Preventing Noise-Related Hearing Loss

Man with weedwacker wearing hearing protection cutting the grass

The average summer day is likely filled with fun experiences and happenings, from motorcycle rides to family reunions to fireworks to sporting events. Most of these activities are completely safe and healthy, but some do come with a risk of noise-related hearing loss. That’s because loud noises, over time, can damage your ability to hear. A loud motorcycle engine or a roaring crowd could be contributing to long-term, noise-related hearing loss.

Over time, extremely loud noises can cause damage to your ears. As a consequence, you experience hearing loss. This type of hearing loss is irreversible.

Even though this type of hearing loss has no cure, it can be effectively managed. Raising your awareness of these common loud noises can help you better manage risks and formulate prevention strategies, so you can protect your hearing over the long run. You can protect the health of your hearing while still enjoying summer fun by making use of a few simple adjustments.

Is it actually that loud during the summer?

Summer might be one of those times of year where noise hazards are easiest to overlook. Here are a few of the most common and also most dangerous:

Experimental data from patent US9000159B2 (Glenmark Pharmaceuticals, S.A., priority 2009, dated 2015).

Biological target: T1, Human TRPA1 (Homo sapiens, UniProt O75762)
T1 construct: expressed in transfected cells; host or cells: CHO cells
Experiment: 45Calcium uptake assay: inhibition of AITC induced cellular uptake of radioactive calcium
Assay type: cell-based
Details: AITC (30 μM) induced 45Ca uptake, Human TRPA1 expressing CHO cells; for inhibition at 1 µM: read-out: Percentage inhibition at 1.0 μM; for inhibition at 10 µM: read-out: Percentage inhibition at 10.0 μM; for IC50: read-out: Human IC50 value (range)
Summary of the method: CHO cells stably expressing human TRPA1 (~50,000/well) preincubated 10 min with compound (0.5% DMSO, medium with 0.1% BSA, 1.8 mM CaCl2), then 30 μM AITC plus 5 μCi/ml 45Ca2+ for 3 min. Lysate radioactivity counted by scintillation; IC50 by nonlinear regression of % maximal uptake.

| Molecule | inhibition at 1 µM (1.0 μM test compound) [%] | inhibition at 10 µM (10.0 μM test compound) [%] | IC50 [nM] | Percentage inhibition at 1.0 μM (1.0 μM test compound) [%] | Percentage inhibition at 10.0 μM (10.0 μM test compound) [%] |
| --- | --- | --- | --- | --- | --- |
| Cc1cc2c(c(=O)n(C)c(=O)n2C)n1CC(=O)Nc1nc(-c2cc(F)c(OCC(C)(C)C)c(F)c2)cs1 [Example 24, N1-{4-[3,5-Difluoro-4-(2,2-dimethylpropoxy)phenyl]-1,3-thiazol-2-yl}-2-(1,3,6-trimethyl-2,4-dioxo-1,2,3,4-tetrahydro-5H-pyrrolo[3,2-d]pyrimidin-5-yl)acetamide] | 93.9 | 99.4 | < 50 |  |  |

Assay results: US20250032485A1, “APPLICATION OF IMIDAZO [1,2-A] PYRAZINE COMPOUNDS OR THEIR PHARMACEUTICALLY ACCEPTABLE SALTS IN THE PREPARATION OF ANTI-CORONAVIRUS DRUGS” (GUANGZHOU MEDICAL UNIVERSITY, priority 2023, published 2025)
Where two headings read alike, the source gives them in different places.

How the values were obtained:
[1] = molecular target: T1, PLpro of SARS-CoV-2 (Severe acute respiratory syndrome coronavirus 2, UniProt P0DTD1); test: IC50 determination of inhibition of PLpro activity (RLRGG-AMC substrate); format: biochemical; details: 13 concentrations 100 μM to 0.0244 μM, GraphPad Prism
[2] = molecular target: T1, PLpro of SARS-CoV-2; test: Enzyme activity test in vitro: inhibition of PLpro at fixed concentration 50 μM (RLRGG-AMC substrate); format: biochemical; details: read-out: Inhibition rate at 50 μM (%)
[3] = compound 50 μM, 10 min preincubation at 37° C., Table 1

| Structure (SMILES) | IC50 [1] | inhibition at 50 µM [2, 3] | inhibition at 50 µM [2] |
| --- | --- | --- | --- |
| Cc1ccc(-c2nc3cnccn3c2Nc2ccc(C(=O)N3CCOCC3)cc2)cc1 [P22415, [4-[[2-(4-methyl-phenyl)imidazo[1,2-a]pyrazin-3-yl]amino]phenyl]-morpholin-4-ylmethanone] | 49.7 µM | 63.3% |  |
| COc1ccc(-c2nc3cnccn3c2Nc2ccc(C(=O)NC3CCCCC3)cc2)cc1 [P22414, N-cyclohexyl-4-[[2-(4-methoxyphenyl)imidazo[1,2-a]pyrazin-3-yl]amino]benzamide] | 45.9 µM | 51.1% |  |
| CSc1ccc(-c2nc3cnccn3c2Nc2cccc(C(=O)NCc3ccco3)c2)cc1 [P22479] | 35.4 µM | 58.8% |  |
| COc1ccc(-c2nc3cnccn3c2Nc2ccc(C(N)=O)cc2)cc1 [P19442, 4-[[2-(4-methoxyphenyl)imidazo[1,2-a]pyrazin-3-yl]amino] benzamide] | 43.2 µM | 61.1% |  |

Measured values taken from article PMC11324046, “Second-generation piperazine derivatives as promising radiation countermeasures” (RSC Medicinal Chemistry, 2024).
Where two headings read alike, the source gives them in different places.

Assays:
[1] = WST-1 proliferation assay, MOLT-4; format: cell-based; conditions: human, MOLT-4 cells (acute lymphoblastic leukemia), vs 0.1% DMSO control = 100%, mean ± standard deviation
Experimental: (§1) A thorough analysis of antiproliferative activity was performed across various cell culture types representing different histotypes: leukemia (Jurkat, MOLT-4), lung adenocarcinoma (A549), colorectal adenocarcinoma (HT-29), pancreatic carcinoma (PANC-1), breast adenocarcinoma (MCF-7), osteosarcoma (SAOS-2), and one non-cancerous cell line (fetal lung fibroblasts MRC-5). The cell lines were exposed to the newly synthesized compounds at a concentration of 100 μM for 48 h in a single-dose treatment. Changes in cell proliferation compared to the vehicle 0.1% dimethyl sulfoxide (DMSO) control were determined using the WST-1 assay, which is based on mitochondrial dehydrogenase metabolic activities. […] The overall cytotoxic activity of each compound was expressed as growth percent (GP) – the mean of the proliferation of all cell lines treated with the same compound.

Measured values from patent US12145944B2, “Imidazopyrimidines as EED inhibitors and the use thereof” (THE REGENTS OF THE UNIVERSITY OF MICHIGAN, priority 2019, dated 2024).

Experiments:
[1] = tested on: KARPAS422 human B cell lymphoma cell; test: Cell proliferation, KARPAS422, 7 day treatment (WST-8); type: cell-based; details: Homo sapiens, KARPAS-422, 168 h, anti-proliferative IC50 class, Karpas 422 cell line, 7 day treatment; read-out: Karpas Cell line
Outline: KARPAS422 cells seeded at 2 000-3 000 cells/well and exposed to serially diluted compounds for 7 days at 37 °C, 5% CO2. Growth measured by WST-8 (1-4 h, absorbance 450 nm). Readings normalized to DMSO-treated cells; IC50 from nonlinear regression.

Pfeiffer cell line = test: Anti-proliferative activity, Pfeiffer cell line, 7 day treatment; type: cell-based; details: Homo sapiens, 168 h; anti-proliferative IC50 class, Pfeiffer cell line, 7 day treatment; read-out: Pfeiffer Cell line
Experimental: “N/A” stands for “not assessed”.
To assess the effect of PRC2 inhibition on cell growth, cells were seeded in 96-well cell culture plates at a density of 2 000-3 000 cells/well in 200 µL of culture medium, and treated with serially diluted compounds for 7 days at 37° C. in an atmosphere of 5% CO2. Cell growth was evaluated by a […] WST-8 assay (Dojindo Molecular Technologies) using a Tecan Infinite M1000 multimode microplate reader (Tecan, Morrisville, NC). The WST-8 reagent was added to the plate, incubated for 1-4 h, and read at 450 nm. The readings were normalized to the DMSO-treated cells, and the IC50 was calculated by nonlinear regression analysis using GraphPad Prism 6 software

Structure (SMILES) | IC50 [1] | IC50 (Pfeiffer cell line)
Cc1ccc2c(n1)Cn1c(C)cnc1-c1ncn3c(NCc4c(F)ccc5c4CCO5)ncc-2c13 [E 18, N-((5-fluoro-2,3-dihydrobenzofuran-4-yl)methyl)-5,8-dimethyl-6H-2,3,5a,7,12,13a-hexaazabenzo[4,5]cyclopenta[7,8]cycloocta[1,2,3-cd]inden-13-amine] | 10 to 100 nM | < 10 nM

• Routine lawn care: Included in this category are chainsaws, weed wackers, leaf blowers, and lawnmowers. The powerful motors in most of these mechanical tools are extremely loud. Motors that run on electricity rather than gas are normally quite a bit quieter, though.
  • Fireworks events: Many towns have fireworks displays every month or more during the summer. They happen at holiday celebrations, sporting events, and impromptu neighborhood gatherings. Unfortunately, fireworks are incredibly loud and can definitely cause damage to your hearing.
  • Sporting events: Crowd noise can damage your hearing, particularly at events such as auto racing or monster truck rallies.
  • Routine use of power tools: Summer is a great time for home improvement projects. But it’s important to remember that all of those power tools can be rather noisy. The more you use these tools, the more your hearing hazard increases.
  • Loud concerts: Concerts put your hearing at risk even if they’re outside concerts. After all, these events are planned to be as loud as possible.
  • Driving: A Sunday drive is incredibly popular, but the wind rushing into your windows (or all around you if you happen to be driving a convertible) can be tough on your ears. This is especially true if the sound happens for long intervals without breaks.

The volume level that’s regarded as where damage begins to occur is around 85 dB. This is about the volume of a lawnmower, hair dryer, or a typical blender. That’s important to be aware of because these sounds might not seem particularly noisy. But that doesn’t mean that such volumes won’t result in damage.

How can I prevent noise-induced hearing loss?